Sea Wolf, Music to Clean Your Ears Out, Perez Hilton Presents, Deer Tick & Scion Radio 17 Kick-Off | Music | Salt Lake City | Salt Lake City Weekly

Sea Wolf, Music to Clean Your Ears Out, Perez Hilton Presents, Deer Tick & Scion Radio 17 Kick-Off 

Live: Music Picks Sept. 24-30

Pin It

The story behind Sea Wolf’s White Water, White Bloom (Dangerbird Records) reads like Bon Iver’s For Emma, Forever Ago if Justin Vernon had brought his soul mate to the cabin. Alex Brown Church wrote much of the follow-up to Leaves in the River holed up in Montreal with his new love, who helped inspire the album’s focus on worlds colliding—East-meets-West, upper-crust and working-class tango. Recorded in Omaha with Mike Mogis (Monsters of Folk), the LP continues Church’s love affair with words and storytelling, the art of which he has down pat. Lush lyrical content paired with a kaleidoscope arrangement of air/pump organ and acoustic/electric guitar make for an album as satisfying as a good read. In the Venue, 579 W. 200 South, 8 p.m. All-ages. Tickets: 24Tix. com (with Port O’Brien and Sara Lov)


 If NBC’s The Biggest Loser has taught us anything—besides, maybe, how terrifying it would be to encounter Jillian Michaels in a dark alley—500 pounds is a tremendous burden for one person to carry. 500 pounds of food, distributed among Utah’s underfed population, is quite another matter. With that in mind, Eden’s Watchtower Records has teamed up with the Utah Food Bank for the annual Music to Clean Your Ears Out. The event, featuring performances by DulceSky, Menlo, Iberis, Emily Allen, Michelle Vreeland, Theta Naught, Patsy Ohio, Elemental and Born to Ride, along with bellydancers The Skirts and Shahravar, is free, but attendees are encouraged to donate food and clothing. Sage’s Cafe, Vertical Diner and Nobrow Coffee will be on hand to help offset more temporary hunger pains. Gallivan Center, 239 S. Main, 2 p.m. All-ages. Info:

Love him or hate him, gossip blogger extraordinaire
Perez Hilton has an admirable passion for music— and he’s using his self-made celebrity to promote his favorite artists. The Hilton-curated tour features Ladyhawke, Natalie Portman’s Shaved Head, Sliimy and a band that played Rachael Ray’s shindig at South by Southwest this past March:If you’ve never heard of Semi-Precious Weapons, imagine a cross between David Bowie, RuPaul and Johnny Rotten—that nearly describes the New York band’s street-tough diva singer whose shiny gold stiletto boots and skintight striped leggings only begin to capture his outrageous personality. The other members were no slouches, either, the bassist slamming his instrument against his head, slamming his body into the brick wall, jumping onto the railing, flirting with the female audience members and generally just freaking out (in a good way). It was a performance almost as manic as a Monotonix gig. See if they can recapture the magic, tonight. In the Venue, 579 W. 200 South, 6 p.m. All-ages. Tickets: 24Tix. com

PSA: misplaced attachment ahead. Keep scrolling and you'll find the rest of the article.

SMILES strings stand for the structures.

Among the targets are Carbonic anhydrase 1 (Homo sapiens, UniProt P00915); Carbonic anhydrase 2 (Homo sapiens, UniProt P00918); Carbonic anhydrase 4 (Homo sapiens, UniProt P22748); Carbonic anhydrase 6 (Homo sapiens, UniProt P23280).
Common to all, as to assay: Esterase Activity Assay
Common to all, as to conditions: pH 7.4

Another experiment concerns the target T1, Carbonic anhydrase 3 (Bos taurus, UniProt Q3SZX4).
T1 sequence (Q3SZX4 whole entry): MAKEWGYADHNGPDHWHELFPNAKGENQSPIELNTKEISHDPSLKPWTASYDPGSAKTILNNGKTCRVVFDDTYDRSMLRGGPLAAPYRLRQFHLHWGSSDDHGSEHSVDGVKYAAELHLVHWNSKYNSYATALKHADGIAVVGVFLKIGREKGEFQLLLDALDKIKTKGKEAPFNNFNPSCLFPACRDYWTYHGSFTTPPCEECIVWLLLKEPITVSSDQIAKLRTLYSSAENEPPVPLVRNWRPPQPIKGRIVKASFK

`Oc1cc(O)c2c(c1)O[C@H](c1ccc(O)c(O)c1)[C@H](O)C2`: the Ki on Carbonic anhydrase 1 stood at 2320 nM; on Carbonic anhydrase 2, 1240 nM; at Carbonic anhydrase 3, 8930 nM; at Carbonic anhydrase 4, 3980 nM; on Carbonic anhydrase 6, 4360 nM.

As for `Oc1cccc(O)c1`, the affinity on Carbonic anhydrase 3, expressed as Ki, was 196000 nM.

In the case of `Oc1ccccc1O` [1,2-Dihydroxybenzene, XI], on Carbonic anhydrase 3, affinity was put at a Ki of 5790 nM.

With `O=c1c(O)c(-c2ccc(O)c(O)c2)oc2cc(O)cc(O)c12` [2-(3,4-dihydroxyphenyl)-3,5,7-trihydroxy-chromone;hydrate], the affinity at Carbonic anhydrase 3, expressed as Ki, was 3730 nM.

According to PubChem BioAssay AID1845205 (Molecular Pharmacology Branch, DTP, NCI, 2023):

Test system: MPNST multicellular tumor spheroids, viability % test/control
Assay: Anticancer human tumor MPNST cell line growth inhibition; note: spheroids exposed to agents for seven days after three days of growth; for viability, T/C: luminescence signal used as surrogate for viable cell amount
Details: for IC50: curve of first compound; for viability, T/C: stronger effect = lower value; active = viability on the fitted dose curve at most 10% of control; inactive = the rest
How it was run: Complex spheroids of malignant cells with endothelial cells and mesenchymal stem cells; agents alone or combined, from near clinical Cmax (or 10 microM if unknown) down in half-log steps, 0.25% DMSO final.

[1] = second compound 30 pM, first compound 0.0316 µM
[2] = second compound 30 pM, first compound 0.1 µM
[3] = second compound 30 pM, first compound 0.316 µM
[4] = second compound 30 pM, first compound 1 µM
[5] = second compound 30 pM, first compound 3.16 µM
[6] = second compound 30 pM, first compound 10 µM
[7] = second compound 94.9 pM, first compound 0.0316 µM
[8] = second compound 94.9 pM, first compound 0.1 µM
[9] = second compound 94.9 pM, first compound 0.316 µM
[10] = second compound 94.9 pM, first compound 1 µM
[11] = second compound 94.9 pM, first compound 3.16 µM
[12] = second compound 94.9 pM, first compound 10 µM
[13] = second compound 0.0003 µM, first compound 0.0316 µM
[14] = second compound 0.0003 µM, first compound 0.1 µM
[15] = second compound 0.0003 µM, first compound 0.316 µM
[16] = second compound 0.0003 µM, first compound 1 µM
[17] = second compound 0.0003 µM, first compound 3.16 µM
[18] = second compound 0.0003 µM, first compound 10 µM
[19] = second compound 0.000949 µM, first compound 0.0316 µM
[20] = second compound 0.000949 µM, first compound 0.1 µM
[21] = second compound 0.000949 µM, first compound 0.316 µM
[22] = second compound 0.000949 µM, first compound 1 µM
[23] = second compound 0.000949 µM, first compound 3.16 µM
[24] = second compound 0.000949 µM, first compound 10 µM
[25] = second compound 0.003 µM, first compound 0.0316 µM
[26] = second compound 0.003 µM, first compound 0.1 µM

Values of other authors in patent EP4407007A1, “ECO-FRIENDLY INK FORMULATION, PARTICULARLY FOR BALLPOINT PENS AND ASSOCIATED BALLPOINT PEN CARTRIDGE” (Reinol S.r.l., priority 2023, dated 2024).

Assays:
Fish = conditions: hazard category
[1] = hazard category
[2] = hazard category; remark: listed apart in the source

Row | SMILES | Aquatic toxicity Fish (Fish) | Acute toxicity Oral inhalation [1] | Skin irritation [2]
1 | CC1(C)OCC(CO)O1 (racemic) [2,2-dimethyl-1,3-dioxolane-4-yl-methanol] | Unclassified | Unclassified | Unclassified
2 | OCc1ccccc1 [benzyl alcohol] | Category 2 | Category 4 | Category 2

In the 2004 documentary Kill Your Idols, veterans of New York City’s cutting edge “no wave” scene lament the younger generation of “art rockers” who are doing absolutely nothing new. The criticism is a common one among music purists, but is it so crazy to believe there’s room for both innovative and familiar art—especially if the same old song is good? Like, really good? Well, Deer Tick is one of those bands that folks tend to pick on for not reinventing the wheel. Thing is, though, the young roots-rockers craft excellent, hearty songs with barroom gusto and lyrics that make you go hmm (I believe there’s a silence in sound”). On War Elephant (2007) and the new Born on Flag Day, Deer Tick, John McCauley sings like his life depends on it. The delivery is gutsy and boozy. Yeah, we’ve been down this road before, and we’ll enjoy the jaunt once more. The State Room, 638 S. State, 8 p.m. Tickets:

For some, the idea of a car company throwing an intimate concert is just plain wrong. Others, however, have adopted The Facts of Life credo—you take the good, you take the bad … you accept corporate sponsorships as a familiar part of the contemporary live music experience. After all, no one is forcing you to drink the Kool-Aid. And, if you can dig it, tonight’s Scion Radio 17 Monthly show is free. Held in just five markets including Salt Lake City, the series will bring to town artists who might otherwise skip Utah. September’s edition features Craze, Drop the Lime, Blu Jemz and Rob Wonder. The catch? Guests must RSVP ahead of time at W Lounge, 358 S. West Temple, 9 p.m.

Better Than Ezra (Star Bar, Oct. 1); Brother Ali (In the Venue, Oct. 2); Motograter (Club Vegas, Oct. 2); Thursday (In the Venue, Oct. 3); White Hinterland (Slowtrain, Oct. 3); The Accused (Club Vegas, Oct. 4); Charlie Hunter (The State Room, Oct. 5); Sian Alice Group (Urban Lounge, Oct. 5); AP Tour (In the Venue, Oct. 6); Juliette Lewis, The Ettes (Club Vegas, Oct. 7); Passion Pit (Urban Lounge, Oct. 7)

Pin It

More by Jamie Gadette

Latest in Music

  • No-Shows

    Exploring the reality of an extended closure of live-music venues—and the impacts on booking.
    • Mar 25, 2020
  • Mates for Life

    First Daze's indie pop was born from one deep friendship.
    • Mar 18, 2020
  • Building Bridges

    Literally and metaphorically, KSM Music puts together the pieces of the Logan music community.
    • Mar 4, 2020
  • More »


Subscribe to this thread:

Add a comment

Readers also liked…

  • Mysterious Luxury

    Ivouries make their mark from Salt Lake City to China.
    • Nov 21, 2018
  • Drifting and Settling

    Charting folk singer and guitarist Tom Brosseau's path from North Dakota to Utah.
    • Dec 12, 2018

© 2020 Salt Lake City Weekly

Website powered by Foundation